I miss the old Boston Red Sox
I miss the old days. Perhaps it is due to age. Perhaps it is due to the last two seasons of abject misery. However, in quieter times, I find myself thinking mawkishly about that golden age just gone, when Fenway hummed to an excited beat and the favoured sons brought glory to Boston.
I think about Manny, swaggering to the plate, and Youk, firing balls off the Monster with that vicious swing. I think about Papi, launching moonshots in his prime, and Jacoby, scampering about in youthful glee. Sometimes, I even think about JD Drew, and conclude that he was not that bad after all. Yet, most of all, I think about time marching on and epochs fading away, leaving only memories in our minds and feelings in our hearts.
The Red Sox were an integral cog in my childhood. Yes, I grew up 3,120 miles away from Fenway Park in a sleepy corner of England, where the existence of baseball barely registered, but after discovering the sport in late-2004 as a 10-year old kid, it seeped into my blood and set me on a course for obsessive fandom.
The Red Sox became my team and my instrument for learning the minutiae of baseball. I watched games in the dead of British night, sometimes surviving on Gameday graphics in the days before I could afford MLB TV. I read every book you may care to mention, consuming the knowledge of Shaughnessy and Massarotti, Gammons and Cafardo.
I lived and died with every pitch. An ocean away. A world away.
Some of my fondest childhood memories involve those powerhouse Red Sox teams built by Theo Epstein. When they hit four homers in a row against the Yankees in 2007, for instance, or when Manny launched his 500th career long ball. For me, the World Series triumph of 2007 was the pinnacle of my sports-watching life. I remember trembling with unconfined joy as Jonathan Papelbon closed out the final game in Colorado; the overwhelming sense of jubilation derived from feeling part of something so special and historic.
It was just a truly intoxicating era in baseball history, when the Red Sox were so important, throughout America and around the globe. Now, they struggle for attention beyond July, when the Patriots return to training camp and the American League basement is once again home.
In many ways, the present-day Red Sox make me sad. I look at the unbalanced roster, stocked with overpaid players who underperform annually, and I see little hope for the future. I look at the front office, run with no clear vision for progress, and I shake my head at the wastefulness. I look at the owners, so confused about how they wish to spend money, and I wonder where it all went wrong.
How did the Red Sox, once a trailblazing juggernaut managed by the sharpest minds and defined by generational superstars, become such a dysfunctional mess? Why is it suddenly acceptable for the Boston Red Sox, this proud institution, to routinely finish last and show so little passion for the game?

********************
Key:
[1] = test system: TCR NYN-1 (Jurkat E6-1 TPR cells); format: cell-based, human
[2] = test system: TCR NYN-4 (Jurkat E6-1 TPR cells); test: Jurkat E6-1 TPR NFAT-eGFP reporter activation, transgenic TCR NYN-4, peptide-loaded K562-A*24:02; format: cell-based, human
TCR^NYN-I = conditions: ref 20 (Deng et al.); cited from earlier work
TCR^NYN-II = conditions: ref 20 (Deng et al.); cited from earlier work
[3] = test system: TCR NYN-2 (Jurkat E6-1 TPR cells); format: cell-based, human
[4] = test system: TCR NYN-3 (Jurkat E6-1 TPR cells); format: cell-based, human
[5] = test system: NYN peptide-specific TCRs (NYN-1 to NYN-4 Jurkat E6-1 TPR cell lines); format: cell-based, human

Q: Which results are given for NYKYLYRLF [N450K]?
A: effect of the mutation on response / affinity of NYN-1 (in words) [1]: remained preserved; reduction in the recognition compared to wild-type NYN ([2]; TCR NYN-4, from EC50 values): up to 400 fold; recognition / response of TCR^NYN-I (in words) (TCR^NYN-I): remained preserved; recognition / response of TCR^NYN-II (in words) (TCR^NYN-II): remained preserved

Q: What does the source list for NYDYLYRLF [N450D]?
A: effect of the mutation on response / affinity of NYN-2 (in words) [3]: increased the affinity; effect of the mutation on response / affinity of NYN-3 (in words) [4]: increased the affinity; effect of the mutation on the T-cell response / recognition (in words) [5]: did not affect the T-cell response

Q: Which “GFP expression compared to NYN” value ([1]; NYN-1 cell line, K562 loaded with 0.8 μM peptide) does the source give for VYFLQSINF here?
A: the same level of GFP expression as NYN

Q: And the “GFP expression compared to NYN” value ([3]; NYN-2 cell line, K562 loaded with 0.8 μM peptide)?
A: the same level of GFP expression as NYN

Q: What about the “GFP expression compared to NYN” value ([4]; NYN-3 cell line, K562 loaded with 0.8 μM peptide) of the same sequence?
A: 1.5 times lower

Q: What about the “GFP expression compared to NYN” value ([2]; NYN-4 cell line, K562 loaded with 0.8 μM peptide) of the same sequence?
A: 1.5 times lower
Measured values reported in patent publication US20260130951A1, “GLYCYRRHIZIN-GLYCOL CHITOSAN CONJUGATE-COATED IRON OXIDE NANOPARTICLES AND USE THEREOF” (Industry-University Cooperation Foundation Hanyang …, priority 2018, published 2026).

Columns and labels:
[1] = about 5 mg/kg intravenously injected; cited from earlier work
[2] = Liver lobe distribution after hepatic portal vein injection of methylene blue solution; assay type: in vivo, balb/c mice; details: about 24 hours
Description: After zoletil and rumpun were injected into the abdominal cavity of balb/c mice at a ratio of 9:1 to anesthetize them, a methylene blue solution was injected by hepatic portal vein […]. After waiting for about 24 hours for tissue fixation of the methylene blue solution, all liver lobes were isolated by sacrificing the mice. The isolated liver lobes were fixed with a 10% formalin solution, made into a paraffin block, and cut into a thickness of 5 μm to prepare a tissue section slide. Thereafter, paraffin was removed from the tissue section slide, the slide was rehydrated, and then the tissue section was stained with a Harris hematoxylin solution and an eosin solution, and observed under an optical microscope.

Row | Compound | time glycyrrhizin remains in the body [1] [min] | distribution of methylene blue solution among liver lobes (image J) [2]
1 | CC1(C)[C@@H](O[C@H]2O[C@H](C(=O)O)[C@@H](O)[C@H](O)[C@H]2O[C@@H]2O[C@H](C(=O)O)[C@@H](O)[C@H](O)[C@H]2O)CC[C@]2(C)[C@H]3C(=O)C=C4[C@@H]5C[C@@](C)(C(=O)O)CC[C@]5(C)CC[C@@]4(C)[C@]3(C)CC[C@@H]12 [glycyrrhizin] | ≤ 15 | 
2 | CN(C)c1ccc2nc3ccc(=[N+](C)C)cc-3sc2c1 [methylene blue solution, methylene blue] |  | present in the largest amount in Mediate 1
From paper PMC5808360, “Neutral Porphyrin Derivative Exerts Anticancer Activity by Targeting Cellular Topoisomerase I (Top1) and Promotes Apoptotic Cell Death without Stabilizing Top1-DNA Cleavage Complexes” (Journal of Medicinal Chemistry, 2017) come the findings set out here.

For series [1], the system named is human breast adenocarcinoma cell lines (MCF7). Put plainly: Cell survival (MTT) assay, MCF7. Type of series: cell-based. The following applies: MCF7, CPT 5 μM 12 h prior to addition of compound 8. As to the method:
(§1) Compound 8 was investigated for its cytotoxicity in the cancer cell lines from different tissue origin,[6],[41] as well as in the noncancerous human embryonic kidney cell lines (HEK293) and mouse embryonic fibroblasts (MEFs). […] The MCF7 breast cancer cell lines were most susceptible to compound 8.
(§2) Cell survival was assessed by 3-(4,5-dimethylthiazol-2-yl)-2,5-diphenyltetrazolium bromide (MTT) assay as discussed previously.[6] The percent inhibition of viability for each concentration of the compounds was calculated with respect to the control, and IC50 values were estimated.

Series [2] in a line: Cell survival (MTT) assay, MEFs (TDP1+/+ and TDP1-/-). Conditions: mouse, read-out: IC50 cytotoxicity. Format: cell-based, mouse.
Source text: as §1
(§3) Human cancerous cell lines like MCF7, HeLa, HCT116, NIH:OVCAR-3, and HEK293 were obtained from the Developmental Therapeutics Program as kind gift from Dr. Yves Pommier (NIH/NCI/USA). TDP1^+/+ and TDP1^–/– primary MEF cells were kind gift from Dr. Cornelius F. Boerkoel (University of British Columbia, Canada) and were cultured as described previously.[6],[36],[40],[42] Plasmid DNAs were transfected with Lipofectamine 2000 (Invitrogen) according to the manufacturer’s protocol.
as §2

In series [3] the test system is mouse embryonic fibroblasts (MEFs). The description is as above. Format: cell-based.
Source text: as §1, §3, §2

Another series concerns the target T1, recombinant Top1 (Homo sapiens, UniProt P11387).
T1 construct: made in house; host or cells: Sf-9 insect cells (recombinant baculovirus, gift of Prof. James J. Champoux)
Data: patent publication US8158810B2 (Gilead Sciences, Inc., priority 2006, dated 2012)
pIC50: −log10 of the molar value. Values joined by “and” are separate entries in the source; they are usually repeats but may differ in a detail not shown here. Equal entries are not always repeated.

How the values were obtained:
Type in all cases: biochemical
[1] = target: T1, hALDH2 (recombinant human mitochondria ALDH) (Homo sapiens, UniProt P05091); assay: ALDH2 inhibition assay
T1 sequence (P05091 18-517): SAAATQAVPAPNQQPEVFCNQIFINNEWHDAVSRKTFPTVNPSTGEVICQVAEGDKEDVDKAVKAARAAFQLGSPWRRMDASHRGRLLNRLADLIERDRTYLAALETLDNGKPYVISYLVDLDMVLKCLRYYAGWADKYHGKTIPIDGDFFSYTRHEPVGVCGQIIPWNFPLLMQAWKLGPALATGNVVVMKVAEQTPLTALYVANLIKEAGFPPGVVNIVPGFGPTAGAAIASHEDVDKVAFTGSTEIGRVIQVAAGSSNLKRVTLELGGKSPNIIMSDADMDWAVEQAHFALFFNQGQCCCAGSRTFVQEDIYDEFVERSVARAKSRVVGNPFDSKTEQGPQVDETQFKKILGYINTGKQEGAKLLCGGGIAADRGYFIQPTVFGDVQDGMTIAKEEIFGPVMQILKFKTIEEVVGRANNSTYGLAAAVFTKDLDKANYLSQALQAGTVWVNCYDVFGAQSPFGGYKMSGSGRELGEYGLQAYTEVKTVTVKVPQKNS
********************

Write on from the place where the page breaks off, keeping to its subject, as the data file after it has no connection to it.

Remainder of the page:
When another ball is misplayed in left field, or another grounder is bobbled at third base, I seriously question what is happening. In times gone by, when the Red Sox appeared in pennant races, every play was important, every game was intense, every season was a sacred opportunity to achieve something great. Now, there seems to be very little purpose to Red Sox baseball – very little direction or philosophy underpinning what transpires on the field. Failure is now tolerated.
However, this frustrating malaise is generally true throughout baseball, which despite young stars like Mike Trout and Giancarlo Stanton, is struggling to remain relevant in a tech-savvy world of fast-paced drama. Now, we seem to yearn for instant satisfaction, which a 162-game baseball season cannot provide. Thus, kids today are more concerned with football or basketball and, as a result, baseball loses some of its significance.
Moreover, the increased parity and revenue-sharing in baseball is having negative connotations, especially in the American League, where the quality of play and intensity of competition has been flattened rather than enhanced. Many will argue that mid-market teams competing makes for a more level playing field, but I would suggest it actually creates a less compelling product, as the horrendous television ratings for last year's World Series attest. Ultimately, baseball wins when marquee franchises clash in October, when the Red Sox and Yankees fight like old times. Right now, baseball has lost that edge – that drama, that meaning – and Boston is suffering more than most.
The Red Sox and Major League Baseball are not totally doomed, however. Far from it. Perhaps with an infusion of thought into management, a sensible shakeup of players and a genuine rededication to winning, Beantown can once again become a central hub of the baseball world, a cauldron of fervent hardball dreams. And perhaps, when the Red Sox rediscover their core identity and morph into a juggernaut from the ashes of indifference, baseball will experience a renaissance of popularity, a resurgence of purpose.
I doubt baseball will ever be as exciting as it was during the mid-2000s, when Red Sox-mania swept the world, but as time moves on, I'm just grateful that it happened, and that I experienced it firsthand. Maybe that is how nostalgia works. Maybe our childhood memories and impressions are always meant to remain sacrosanct, like the ultimate standards of greatness. People reading this will undoubtedly have their own special era, and their own personal heroes, which is the great thing about sports. Time ticks by, but memories remain unchanged.
So in the months and years ahead, I will be watching and waiting for the meaning to return to baseball, for the stars to align in Boston, and for the Red Sox to win my heart anew by rediscovering what once made them so great. I will be watching and waiting for the team of my youth to become the team of my future.